When I asked the table what they think is preventing greater collaboration between the ecosystems of Detroit and Ann Arbor, the answers varied. Transit was a big one, and so was that invisible forcefield that Roston referred to—the one that has people in Ann Arbor saying, “We have everything we need here. Why would we go to Detroit?” Or, as a gentleman at an entrepreneurial conference put it to me once: “Why would Ann Arbor want to associate itself with a bad, losing brand like Detroit?”

“I’m not originally from this area, but I’ve met a number of people born and raised in Ann Arbor that have never been to Detroit,” Roston said. “I don’t know what it is, but there seems to be a reluctance by a large number of people in Ann Arbor to go to Detroit.”

“Ten years ago, I couldn’t get a 22-year-old to come to Detroit,” the NEI’s Egner said. “Now, that’s not a problem. Now, it’s how do you get the 35-year-old who’s not just excited and smart, but has some experience? To me, it all comes down to schools. I can’t tell you how many people I know who are in this spot in Detroit—they’re getting married, they want kids, and the first thing they’re thinking of is, ‘OK, what do I do now? I want to stay in Detroit, but my good school choices are so limited.’ If we could solve that issue, that would go a long way toward making it really comfortable for Ann Arbor companies to open Detroit branches.”

To Song, the keys to success for Southeast Michigan are smart development policies, affordability, and better transit.

“The way Southeast Michigan is carved up with all these satellite communities, it’s very hard for us to build a unified story as a region,” Song said. “That weird wall definitely exists. But if we don’t solve that problem, it will be the death of all of us. Communities are built through a mesh of organic relationships from the ground up. Institutions that exist between Ann Arbor and Detroit have always been connected in some way. But if we aren’t sending people back and forth to actually build those relationships, it’s all for naught. Unless you have people spending time with each other and going out of their way to go to Detroit or come here, or you’re sending people in either direction to help them build their companies, there’s no real community.”

Egner offered a bit of historical perspective that illustrated how far Detroit has come in the past few years: “Eight years ago, if there was anything cool going on in Detroit, I knew about it. Today, I look at how many cool things are going on and I can’t even begin to catalog them. This notion of being urban pioneers or regional pioneers for cultural change is critically important. And, Dug, you’re right—if we don’t create a culture where entrepreneurs are willing to make the connections, we’ve lost that. But I think you all need to recognize you’re on the fringe. You’re the lunatic fringe on this.”

Egner also pointed out that the innovation community is at a critical juncture in terms of making real, lasting culture change in Michigan: “Philosophers say changing a culture without a war or natural disaster will take eight to 10 generations, so if we assume this cultural change started in the ‘60s, we’re halfway through it. So as frustrating as this is, I don’t want to lose the notion that you guys are the tip of the arrow, and it’s going to be painful and you’re going to get tired, but if you retreat or don’t keep putting these issues out and multiply your numbers by bringing others in behind you, we’re going to reverse direction.”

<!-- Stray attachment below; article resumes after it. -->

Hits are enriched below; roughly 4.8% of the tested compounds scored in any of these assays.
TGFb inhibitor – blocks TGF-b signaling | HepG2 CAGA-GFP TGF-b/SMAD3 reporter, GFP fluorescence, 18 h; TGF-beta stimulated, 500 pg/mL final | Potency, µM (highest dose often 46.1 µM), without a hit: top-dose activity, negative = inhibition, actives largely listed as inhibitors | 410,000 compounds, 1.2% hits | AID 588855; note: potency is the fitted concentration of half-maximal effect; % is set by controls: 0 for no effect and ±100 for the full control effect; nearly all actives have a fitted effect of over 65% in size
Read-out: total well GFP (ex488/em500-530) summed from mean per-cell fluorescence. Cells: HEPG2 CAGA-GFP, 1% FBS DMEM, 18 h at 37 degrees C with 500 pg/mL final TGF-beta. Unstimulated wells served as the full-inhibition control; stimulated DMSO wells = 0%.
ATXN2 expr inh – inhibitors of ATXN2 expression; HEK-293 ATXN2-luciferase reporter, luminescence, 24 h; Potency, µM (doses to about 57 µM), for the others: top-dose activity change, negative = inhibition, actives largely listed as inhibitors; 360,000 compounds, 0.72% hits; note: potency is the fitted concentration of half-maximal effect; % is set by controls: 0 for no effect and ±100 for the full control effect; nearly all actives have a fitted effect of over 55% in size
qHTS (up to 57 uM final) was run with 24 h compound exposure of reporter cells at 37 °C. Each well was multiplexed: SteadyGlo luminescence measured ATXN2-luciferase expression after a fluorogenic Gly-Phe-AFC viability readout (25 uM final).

Many people around the table agreed that, as a region and state, we’re still not telling the stories of our successes as well as we could be, which allows the perception of Michigan as a Rust Belt has-been to persist.

“Nobody knows that Southeast Michigan is a powerhouse in the photonics industry,” Roston said. “We’re just not telling the story right. I’m willing to bet that if we looked at the number of tech startups and just started marketing that, the numbers would astound all of us.”

My hope for the dinner was that something actionable would come out of it. It’s hard to tackle issues this big over the span of one meeting, but I think we’re going to take Song’s advice about making a concerted effort to send people back and forth between Ann Arbor and Detroit. I floated the idea of a version of a punk rock prom, only for people in the tech community instead of the music community. We could gather in Detroit this time, dress up, enjoy some social lubricants, cut loose, and see what happens.

What do you think? Are we totally off the mark? Drop us a line and let us know.


Thank you to our dinner guests:

Matt Bower, Partner, Varnum

Jim Boyle, Senior Consultant, Strategy and Communications, New Economy Initiative

Bob Buderi, CEO, Xconomy

MJ Cartwright, CEO, Court Innovations

Donna Doleman, Senior VP of Operations and Communications, Ann Arbor SPARK

Joan Dunbar, Associate Vice President of Technology Commercialization, Wayne State University

David Egner, Executive Director, New Economy Initiative

Maria LaLonde, Recruiting and Development Leader, Bizdom

Josh Lin, Associate, RPM Ventures

Joe Malcoun, CEO, Nutshell

Bill Mayer, VP Entrepreneurial Services, Ann Arbor SPARK

Jack Miner, Director, Venture Center, University of Michigan

Ken Nisbet, Director, Office of Technology Transfer, University of Michigan

Julia Owens, President and CEO, Atterocor

Jon Rimanelli, CEO, Detroit Aircraft Corp.

Paul Riser, Managing Director of Tech-Based Entrepreneurship, TechTown Detroit

Chris Rizik, CEO and Fund Manager, Renaissance Venture Capital Fund

Gerry Roston, Executive-In-Residence, TechTown Detroit

Ann Marie Sastry, CEO, Sakti3

Skip Simms, Senior VP, Ann Arbor SPARK

Dug Song, Co-Founder and CEO, Duo Security

Ned Staebler, Vice President for Economic Development, Wayne State University

Zach Steindler, Chief Olarchitect, Olark

Guy Suter, Co-Founder and CEO, Notion AI

Kristen Veresh, Partner, Varnum

Jordan Warzecha, CEO, Backstitch

Stefanie Warzecha, Co-Founder, Backstitch